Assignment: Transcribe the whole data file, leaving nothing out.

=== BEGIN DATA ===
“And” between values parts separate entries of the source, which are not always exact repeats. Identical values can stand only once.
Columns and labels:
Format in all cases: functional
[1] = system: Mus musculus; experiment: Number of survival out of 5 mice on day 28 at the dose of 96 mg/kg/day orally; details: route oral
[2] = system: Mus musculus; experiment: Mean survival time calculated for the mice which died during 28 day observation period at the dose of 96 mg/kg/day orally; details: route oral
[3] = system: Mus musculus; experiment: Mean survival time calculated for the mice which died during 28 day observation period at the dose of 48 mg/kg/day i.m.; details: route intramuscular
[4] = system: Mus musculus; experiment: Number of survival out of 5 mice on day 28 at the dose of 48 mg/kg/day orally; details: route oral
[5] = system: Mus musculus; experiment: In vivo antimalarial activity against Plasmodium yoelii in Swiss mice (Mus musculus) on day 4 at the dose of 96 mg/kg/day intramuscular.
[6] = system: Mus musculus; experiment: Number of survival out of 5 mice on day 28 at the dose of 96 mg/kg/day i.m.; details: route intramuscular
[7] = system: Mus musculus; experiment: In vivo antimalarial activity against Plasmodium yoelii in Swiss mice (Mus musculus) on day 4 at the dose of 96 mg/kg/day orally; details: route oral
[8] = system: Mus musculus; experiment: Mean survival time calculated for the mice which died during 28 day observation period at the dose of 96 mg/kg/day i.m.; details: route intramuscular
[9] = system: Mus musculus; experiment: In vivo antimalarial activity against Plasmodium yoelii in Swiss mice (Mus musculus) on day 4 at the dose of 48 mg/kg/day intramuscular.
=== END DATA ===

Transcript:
“And” between values parts separate entries of the source, which are not always exact repeats. Identical values can stand only once.
Columns and labels:
Format in all cases: functional
[1] = system: Mus musculus; experiment: Number of survival out of 5 mice on day 28 at the dose of 96 mg/kg/day orally; details: route oral
[2] = system: Mus musculus; experiment: Mean survival time calculated for the mice which died during 28 day observation period at the dose of 96 mg/kg/day orally; details: route oral
[3] = system: Mus musculus; experiment: Mean survival time calculated for the mice which died during 28 day observation period at the dose of 48 mg/kg/day i.m.; details: route intramuscular
[4] = system: Mus musculus; experiment: Number of survival out of 5 mice on day 28 at the dose of 48 mg/kg/day orally; details: route oral
[5] = system: Mus musculus; experiment: In vivo antimalarial activity against Plasmodium yoelii in Swiss mice (Mus musculus) on day 4 at the dose of 96 mg/kg/day intramuscular.
[6] = system: Mus musculus; experiment: Number of survival out of 5 mice on day 28 at the dose of 96 mg/kg/day i.m.; details: route intramuscular
[7] = system: Mus musculus; experiment: In vivo antimalarial activity against Plasmodium yoelii in Swiss mice (Mus musculus) on day 4 at the dose of 96 mg/kg/day orally; details: route oral
[8] = system: Mus musculus; experiment: Mean survival time calculated for the mice which died during 28 day observation period at the dose of 96 mg/kg/day i.m.; details: route intramuscular
[9] = system: Mus musculus; experiment: In vivo antimalarial activity against Plasmodium yoelii in Swiss mice (Mus musculus) on day 4 at the dose of 48 mg/kg/day intramuscular.